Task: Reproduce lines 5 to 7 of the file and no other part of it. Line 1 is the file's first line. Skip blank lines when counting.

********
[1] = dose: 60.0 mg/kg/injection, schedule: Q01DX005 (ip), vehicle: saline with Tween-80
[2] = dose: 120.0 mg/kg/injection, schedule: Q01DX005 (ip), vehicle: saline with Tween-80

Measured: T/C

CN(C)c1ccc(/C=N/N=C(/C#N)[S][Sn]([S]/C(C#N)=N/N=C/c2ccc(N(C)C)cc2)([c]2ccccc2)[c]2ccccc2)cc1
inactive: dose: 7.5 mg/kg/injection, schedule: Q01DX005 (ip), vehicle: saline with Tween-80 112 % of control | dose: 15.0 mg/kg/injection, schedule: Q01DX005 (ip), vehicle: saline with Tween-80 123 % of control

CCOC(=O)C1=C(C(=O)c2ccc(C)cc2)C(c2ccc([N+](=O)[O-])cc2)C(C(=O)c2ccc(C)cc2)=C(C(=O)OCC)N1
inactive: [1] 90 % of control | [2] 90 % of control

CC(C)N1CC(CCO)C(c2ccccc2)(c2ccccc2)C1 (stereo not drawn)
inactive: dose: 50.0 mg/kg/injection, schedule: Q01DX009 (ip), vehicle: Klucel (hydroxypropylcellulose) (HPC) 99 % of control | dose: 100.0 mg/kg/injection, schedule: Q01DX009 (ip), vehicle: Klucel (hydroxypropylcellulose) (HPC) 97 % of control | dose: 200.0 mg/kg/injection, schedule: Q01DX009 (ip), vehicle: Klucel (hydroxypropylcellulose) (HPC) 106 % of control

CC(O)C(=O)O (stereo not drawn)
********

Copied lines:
inactive: dose: 7.5 mg/kg/injection, schedule: Q01DX005 (ip), vehicle: saline with Tween-80 112 % of control | dose: 15.0 mg/kg/injection, schedule: Q01DX005 (ip), vehicle: saline with Tween-80 123 % of control

CCOC(=O)C1=C(C(=O)c2ccc(C)cc2)C(c2ccc([N+](=O)[O-])cc2)C(C(=O)c2ccc(C)cc2)=C(C(=O)OCC)N1
inactive: [1] 90 % of control | [2] 90 % of control